with just water but no food. Sixty-nine of us lived like this, because
in my group there were only 14 with money who were able to go to the
United States.

It was better not to be very communicative, because they could think you
were up to something, or going to flee or something else. Some, to get
in good with the bosses, brought them information, so I preferred not to
speak.

I stayed in a corner, quiet, sitting there, and when I was tired I slept
to avoid reprisals of they became violent.

I wasn’t afraid but I worried about what my mom was able to do and
thought a lot about my grandfather. On the other hand, they were
convinced I was going to get out of there but couldn’t imagine how or when.

On the 35th and 36th day they started saying they were going to toss
people 30 miles out or take us to the migrant centers of Chetunal and
Tabasco. They took a photo of me and said to be ready at seven at night.

They put me in the taxi and called the federal police, with whom they do
business. They sent the photo and the taxi information and later I just
had to get in the police car. I was with the federal police for 48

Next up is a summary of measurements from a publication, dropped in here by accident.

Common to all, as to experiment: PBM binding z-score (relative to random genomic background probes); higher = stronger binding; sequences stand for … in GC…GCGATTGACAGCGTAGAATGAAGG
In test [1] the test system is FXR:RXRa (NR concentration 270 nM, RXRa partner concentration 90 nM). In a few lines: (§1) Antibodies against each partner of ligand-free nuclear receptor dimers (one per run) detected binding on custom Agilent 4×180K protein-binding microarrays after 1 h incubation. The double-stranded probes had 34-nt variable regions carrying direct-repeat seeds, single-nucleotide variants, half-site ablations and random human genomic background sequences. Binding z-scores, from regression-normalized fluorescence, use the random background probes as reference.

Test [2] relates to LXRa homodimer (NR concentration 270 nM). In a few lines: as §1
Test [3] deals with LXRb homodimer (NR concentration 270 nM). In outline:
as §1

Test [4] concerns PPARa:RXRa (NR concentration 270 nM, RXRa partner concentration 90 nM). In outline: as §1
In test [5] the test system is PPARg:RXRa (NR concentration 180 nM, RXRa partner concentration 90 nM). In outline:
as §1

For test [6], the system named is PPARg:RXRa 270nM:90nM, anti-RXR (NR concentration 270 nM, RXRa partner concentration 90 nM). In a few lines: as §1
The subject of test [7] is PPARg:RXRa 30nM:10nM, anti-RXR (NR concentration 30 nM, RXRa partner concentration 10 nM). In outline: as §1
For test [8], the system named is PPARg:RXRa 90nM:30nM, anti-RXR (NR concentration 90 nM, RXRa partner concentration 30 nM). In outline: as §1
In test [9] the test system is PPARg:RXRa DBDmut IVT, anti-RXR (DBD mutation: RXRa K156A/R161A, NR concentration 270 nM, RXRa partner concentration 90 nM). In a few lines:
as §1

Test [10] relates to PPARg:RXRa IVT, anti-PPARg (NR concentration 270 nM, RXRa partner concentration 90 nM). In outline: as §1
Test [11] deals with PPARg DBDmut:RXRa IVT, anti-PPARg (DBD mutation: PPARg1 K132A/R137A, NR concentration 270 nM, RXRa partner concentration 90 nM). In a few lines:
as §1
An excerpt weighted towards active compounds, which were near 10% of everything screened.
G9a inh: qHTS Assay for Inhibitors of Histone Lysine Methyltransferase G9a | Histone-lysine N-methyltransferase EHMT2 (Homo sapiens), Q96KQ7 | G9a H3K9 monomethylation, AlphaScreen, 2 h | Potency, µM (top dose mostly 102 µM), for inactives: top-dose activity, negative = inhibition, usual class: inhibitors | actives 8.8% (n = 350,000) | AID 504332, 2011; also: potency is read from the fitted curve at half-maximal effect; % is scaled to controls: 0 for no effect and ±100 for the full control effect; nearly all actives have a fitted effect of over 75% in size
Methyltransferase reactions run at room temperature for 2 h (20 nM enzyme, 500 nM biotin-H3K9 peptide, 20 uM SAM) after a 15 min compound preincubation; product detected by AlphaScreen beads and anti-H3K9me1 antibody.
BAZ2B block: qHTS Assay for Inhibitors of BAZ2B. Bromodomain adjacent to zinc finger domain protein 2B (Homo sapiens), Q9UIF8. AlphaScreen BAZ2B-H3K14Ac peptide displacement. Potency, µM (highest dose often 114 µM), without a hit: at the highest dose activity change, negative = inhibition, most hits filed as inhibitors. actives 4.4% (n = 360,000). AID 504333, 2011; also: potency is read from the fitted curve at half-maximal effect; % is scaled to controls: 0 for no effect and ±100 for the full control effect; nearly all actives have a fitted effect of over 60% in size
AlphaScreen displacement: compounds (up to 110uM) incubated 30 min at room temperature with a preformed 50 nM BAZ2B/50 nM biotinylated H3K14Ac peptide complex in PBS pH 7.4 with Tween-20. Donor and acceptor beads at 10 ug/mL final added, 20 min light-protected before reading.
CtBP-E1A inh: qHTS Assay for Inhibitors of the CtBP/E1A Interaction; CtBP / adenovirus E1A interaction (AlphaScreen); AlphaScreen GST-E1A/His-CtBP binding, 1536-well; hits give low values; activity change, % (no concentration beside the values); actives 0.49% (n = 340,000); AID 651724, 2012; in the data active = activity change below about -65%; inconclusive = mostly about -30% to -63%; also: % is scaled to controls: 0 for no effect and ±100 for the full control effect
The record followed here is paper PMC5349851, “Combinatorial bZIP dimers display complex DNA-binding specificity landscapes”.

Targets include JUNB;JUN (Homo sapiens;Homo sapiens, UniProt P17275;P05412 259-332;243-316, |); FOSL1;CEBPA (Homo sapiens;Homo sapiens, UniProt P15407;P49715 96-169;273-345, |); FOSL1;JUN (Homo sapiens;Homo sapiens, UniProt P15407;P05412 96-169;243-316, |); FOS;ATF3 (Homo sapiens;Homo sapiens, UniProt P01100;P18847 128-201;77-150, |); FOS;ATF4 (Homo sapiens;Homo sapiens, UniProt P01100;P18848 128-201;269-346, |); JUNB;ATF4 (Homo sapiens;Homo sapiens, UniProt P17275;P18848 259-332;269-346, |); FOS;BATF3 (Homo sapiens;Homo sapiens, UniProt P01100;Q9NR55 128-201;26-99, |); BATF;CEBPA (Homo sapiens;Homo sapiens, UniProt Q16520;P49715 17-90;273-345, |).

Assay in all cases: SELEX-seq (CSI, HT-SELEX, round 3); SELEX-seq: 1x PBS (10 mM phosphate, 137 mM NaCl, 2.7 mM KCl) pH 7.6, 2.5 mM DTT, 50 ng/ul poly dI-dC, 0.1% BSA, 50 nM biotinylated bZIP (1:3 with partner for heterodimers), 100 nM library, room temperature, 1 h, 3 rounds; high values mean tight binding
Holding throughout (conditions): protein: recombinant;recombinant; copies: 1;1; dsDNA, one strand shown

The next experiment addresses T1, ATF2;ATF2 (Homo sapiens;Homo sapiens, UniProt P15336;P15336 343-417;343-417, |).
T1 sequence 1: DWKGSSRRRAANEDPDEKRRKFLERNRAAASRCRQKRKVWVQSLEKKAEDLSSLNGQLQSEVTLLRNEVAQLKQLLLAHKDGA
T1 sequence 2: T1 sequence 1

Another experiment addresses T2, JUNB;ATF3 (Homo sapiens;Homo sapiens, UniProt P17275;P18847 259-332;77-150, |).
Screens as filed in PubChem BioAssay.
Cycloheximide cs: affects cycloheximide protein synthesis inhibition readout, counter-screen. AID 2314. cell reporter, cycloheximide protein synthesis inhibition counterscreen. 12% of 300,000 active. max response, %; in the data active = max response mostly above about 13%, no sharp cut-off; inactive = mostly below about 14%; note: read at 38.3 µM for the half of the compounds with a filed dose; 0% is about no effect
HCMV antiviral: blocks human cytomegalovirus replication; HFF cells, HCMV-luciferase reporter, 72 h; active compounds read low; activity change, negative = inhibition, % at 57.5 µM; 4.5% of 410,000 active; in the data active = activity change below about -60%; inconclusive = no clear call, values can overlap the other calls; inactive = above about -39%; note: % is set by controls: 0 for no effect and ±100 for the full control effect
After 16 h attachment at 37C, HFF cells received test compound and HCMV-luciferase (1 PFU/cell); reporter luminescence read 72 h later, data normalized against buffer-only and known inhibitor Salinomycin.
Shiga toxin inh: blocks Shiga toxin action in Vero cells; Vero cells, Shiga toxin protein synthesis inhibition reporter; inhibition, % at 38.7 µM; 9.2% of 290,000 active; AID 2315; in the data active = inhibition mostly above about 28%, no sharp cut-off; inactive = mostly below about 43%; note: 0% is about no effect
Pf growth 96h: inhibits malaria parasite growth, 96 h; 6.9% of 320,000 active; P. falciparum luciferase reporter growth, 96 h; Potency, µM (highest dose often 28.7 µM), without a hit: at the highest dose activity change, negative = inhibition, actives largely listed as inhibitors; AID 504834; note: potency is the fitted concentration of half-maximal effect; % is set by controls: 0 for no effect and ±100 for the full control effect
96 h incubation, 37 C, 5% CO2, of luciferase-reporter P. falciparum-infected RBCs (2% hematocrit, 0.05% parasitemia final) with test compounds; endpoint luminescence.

hours, with the right to an attorney and they gave me a book that
explained my rights and duties.

They gave us food and treated us well. The police were corrupt and also
offered us the chance to continue the journey in exchange for money.

From there, they took us to the migrant center in Chetumal, where I was
for 17 days, waiting for everyone. When I got there, there were 29
Cubans and on the day I left 17 more came. It was amazing to see how
Cubans who don’t demand their rights on the island, do so there. They
were protests about the cleanliness, water, food.

I knew they were going to deport me, but I still had the chance of
refuge or political asylum. I thought about this last option, but gave
up because I missed everything in Cuba. Despite all the problems I’d
left behind, my country was better.

On 22 September they took me in a can to the Cancun and the next
day, around seven in the morning, I left to fly to Havana.

They took all of us to the migrant center at Valle Grande , where
they analyzed us, took statements and checked for criminal histories.
The treatment was good, respectful and they didn’t ask us about
anything. After a period of quarantine they sent me to the police
station in my town and from there, home.

I’m happy to be in Cuba, with my family, my friends, and to have the
chance to continue my political activism. Although sometimes I thought
the solution was to emigrate to the United States, I don’t think I will
try to leave again. I just want to establish myself here and have a family.

Although it’s hard to live with the problems we have in Cuba, the
situations that face us when we try to exit illegally are harder. I urge
everyone to fight for change in Cuba, since leaving the country is also
leaving everything you love.

Source: Kidnapped by Human Traffickers / 14ymedio, Georlys Olazabal
Drake – Translating Cuba –
translatingcuba.com/kidnapped-by-human-traffickers-14ymedio-georlys-olazabal-drake/